No Sign Prescription Drug Monitoring Programs Prevent Overdoses: Study
New research suggests that programs established to monitor prescriptions, which are designed to help reduce the risk of fatal overdoses and curb the worsening prescription drug abuse epidemic, seem to be having no effect on actually reducing opioid overdoses.
In a study published this week in the medical journal Annals of Internal Medicine, researchers from Columbia University reviewed nearly 20 studies and found conflicting evidence about whether the drug monitoring programs reduce fatal and non-fatal overdoses. However, they emphasize some aspects of the programs should be maintained.
Prescription drug monitoring programs (PDMP) are a key part of the Prescription Drug Abuse Prevention Plan to help prevent opioid overdoses in the U.S. In recent years, the opioids epidemic has worsened accounting for two-thirds of drug overdose deaths in the U.S. Additionally, opioid suicides are now believed to be more common than originally thought.
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The new study focused on data for fatal and non-fatal opioid overdoses in all 50 states and the District of Columbia. Every state has a prescription drug monitoring program implemented between 1999 and 2016. More than 2,661 records and 17 peer reviewed studies focused on prescription drug monitoring program data, including implementation and program features.
Overall, the study found mixed results regarding effectiveness of monitoring in reducing reduce fatal and non-fatal overdoses. Three studies had insufficient evidence to indicate prescription drug monitoring programs reduced nonfatal overdoses. Ten studies that suggested prescription drug monitoring programs helped reduce fatal overdoses only had “low-strength evidence” to indicate a reduction.
“Evidence that PDMP implementation either increases or decreases nonfatal or fatal overdoses is largely insufficient,” the study authors wrote.
The study also uncovered unexpected consequences of implementing prescription monitoring, with three of the six studies finding an increase in heroin overdoses after the programs were implemented.
Researchers call this the substitution effect, where users are unable to obtain the prescription, so they begin to abuse an illicit drug. In this case, heroin. Illicit heroin often has unknown purity and can increase the risk of accidental overdose.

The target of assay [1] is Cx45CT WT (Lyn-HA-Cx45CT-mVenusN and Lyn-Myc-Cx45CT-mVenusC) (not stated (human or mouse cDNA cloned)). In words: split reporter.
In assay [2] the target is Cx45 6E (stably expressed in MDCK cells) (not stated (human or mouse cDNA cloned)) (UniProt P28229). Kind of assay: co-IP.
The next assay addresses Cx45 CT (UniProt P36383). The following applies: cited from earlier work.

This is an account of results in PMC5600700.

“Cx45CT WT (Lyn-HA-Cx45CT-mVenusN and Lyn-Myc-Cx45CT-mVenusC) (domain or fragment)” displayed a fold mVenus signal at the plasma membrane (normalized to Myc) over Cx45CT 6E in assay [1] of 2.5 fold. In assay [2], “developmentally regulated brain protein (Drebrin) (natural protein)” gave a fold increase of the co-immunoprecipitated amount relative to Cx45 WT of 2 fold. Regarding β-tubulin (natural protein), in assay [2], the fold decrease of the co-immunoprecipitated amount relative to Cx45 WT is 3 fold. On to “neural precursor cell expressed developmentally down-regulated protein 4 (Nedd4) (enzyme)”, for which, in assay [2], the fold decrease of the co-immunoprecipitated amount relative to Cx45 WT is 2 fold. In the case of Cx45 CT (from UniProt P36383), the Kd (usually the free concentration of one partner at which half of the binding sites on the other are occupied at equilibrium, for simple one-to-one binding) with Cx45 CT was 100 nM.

Prescription drug monitoring programs are designed to give doctors access to a statewide database that has patient information concerning all previous opioid prescriptions, including information from other doctors or hospitals. It helps doctors flag patients who may abuse medications, especially opioids, which may cause fatal or non-fatal overdoses.
Past research has been inconclusive as to the effectiveness of drug monitoring. One study indicated monitoring doctor prescriptions had little effect on reducing opioid deaths.
Each state passed legislation enabling the programs; however, they vary widely from state to state. Some states require doctors to review the program before prescribing, others afterward. Some report prescription histories after-the-fact to law enforcement and medical licensing boards, while others do not.
Researchers warn that the amount of money and resources going into the programs should be evaluated since they are not completely effective.
Study authors did note that despite the study not clearly indicating prescription drug monitoring programs helped to reduce overdose deaths, there were some features of the program worth investing in further.
Features associated with decreases in overdose deaths included mandatory provider reviews, provider authorization to access all prescription drug monitoring program data, frequency of reporting, sharing prescription data between states, and monitoring of nonscheduled drugs, like diabetes and blood pressure medications.
By using certain features, like mandating doctors to review the prescription drug monitoring program before writing a new prescription, abuse can be curbed, the findings suggest.
Many studies have pointed to doctor prescribing habits as one of the key reasons for the opioid epidemic. A recent study showed ER doctors prescribe more opioids than they realize and many doctors are rewarded by drug companies for prescribing more opioids.
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